How Companies Unload Unwanted Subsidiaries

The Henny Youngman economic era—the time when desperate lenders begged borrowers to take their money—has ended, thanks to mortgage defaults and a sudden realization that debt can go bad. And now there is a different sort of Youngmanism at work. With credit suddenly no longer so free and easy, companies eager to raise cash or rid themselves of troublesome assets are imploring private equity firms to help them. Take my subsidiary, please!

In May, DaimlerChrysler, eager to end the ill-fated trans-Atlantic marriage of Daimler and Chrysler, struck a deal with private equity firm Cerberus Capital to take the stalling U.S. division off its hands. Cerberus agreed to invest $7.4 billion for an 80.1 percent equity stake in the company, with Daimler continuing to hold 19.9 percent. But most of Cerberus' cash would go into Chrysler's coffers, not into Daimler's. What's more, DaimlerChrysler agreed to lend about $400 million to the new company, and to pay off a chunk of the Chrysler unit's debt. But that wasn't the end. Daimler, eager to close the deal on Aug. 3, noted that "in light of highly volatile U.S. loan markets," it would make a $1.5 billion, seven-year loan to the newly formed company. Rather than simply sell Cerberus a banged-up used car, Daimler paid a ton for repairs, lent the buyer a chunk of the purchase price, and then committed to pay a portion of the vehicle's insurance. Daimler hasn't so much liberated itself from Chrysler as reduced its exposure to a business it no longer wants.

A second, and more dramatic, example came earlier this week with Home Depot. The company sought to undo the strategy pursued by ousted former CEO Robert Nardelli (who now runs ... Chrysler). Nardelli had sought to diversify by investing in a building-supply unit, HD Supply. In order to raise cash to help fund a massive $22.5 billion share repurchase, the new management put HD Supply on the block in February, and in June struck a deal to sell it for $10.325 billion to a consortium of private equity firms: Bain Capital, the Carlyle Group, and Clayton, Dubilier & Ric. Long story short, the housing market crashes, the debt markets tighten, and the private equity firms realize they've committed to purchase a declining asset at a high price. In August, they sought to renegotiate the deal. And after a game of chicken, Home Depot earlier this week agreed to different terms. The price was cut to $8.5 billion. Rather than sell the whole thing, Home Depot says it will invest $325 million in cash for a 12.5 percent stake in the company and guarantee a $1 billion loan. Instead of walking way with about $10 billion, the company now says it will net just $7.9 billion—and retain significant exposure to the business it no longer wants.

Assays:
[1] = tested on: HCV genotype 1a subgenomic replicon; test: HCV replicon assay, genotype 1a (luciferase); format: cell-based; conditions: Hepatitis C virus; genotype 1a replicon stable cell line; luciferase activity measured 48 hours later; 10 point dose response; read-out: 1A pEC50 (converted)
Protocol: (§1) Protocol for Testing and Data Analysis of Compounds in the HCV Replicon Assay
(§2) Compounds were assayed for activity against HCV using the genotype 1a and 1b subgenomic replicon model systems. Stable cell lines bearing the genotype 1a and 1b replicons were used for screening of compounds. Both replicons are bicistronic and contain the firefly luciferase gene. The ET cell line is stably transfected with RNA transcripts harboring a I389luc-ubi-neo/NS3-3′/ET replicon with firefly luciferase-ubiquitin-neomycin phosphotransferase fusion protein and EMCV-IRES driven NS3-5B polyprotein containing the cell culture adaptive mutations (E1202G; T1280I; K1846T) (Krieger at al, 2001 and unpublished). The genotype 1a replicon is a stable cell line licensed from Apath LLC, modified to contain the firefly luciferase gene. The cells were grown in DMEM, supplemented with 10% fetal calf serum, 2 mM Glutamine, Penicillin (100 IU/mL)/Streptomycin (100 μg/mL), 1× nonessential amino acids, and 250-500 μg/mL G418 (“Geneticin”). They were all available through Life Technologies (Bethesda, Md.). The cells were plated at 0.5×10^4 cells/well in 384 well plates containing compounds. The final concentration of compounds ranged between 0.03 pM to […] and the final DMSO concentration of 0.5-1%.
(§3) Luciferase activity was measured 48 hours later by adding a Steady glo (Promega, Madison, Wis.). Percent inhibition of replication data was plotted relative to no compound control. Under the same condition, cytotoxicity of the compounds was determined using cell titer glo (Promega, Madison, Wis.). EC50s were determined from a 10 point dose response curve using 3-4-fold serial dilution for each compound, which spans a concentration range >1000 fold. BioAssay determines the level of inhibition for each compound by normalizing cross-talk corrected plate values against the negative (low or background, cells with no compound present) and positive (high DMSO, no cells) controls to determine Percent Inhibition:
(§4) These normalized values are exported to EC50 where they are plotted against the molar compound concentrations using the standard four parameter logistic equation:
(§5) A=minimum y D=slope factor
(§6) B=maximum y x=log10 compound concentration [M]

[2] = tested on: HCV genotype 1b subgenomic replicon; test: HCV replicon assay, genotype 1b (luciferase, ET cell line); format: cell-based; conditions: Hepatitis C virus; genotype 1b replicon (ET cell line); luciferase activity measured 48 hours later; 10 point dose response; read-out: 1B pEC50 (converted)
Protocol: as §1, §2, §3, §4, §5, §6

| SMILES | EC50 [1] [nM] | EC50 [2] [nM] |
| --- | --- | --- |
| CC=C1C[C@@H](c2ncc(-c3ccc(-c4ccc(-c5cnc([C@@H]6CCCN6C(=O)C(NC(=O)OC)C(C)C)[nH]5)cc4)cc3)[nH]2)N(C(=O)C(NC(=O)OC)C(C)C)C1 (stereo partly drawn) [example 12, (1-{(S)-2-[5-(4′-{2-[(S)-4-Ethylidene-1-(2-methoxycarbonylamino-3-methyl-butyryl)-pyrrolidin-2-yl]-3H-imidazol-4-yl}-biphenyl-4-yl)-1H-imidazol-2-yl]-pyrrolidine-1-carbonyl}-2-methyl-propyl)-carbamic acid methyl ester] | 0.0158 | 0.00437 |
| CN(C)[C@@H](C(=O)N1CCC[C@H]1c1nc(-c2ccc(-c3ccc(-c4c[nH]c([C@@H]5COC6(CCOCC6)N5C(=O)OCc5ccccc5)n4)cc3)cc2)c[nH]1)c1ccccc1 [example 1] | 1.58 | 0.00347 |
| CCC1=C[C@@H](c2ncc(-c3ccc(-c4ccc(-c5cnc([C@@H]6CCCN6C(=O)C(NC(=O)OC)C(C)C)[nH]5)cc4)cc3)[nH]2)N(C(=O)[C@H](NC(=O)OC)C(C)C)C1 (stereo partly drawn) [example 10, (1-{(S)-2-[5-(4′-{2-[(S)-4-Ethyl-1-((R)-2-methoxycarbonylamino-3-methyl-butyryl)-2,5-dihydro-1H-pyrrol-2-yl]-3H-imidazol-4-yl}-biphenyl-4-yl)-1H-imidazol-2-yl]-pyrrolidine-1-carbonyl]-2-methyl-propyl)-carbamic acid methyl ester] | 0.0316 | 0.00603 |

The next candidate is likely to be H&R Block's sale of its subprime mortgage unit, Option One, to Cerberus. In April, H&R Block agreed to sell Option One to Cerberus for an unfixed price—the "tangible net assets of the business at the date of closing, less $300 million." As losses have mounted, it's clear that Option One is a wasting asset. So, this morning, as it announced earnings, H&R Block said it was talking to Cerberus about modifying the sales agreement. H&R Block will likely end up subsidizing Cerberus' takeover of a business it no longer wants.

To a degree, companies helping buy-out firms take unwanted assets off their hands is simply another form of vendor financing, the practice of companies lending money to their customers. For decades, GMAC (now majority-owned by Cerberus) lent money to car buyers to buy General Motors cars, and then profited as the loans were paid back. Department stores lend money to their customers, who buy suits and home furnishings. The New York Times reports today that doctors are offering 0 percent financing to patients for laser eye surgery and tooth implants. But vendor financing can lead to trouble, especially when booms go bust. In the late 1990s, as competition heated up, telecommunications equipment companies such as Northern Telecom and Lucent loaned billions of dollars to fiber-optic cable companies and internet firms, who used the proceeds to purchase equipment. When the bubble popped, the vendor financers suffered doubly: Orders dried up when all their customers failed, and they suddenly found themselves sitting on loads of bad debt. Should these deals go bad, former parent companies like Home Depot and Daimler will find themselves swallowing huge losses. Until recently, publicly held companies saw private equity firms as nonprofit divorce counselors—people who would allow them to get out of failed marriages painlessly. Now, they're more like expensive divorce lawyers.

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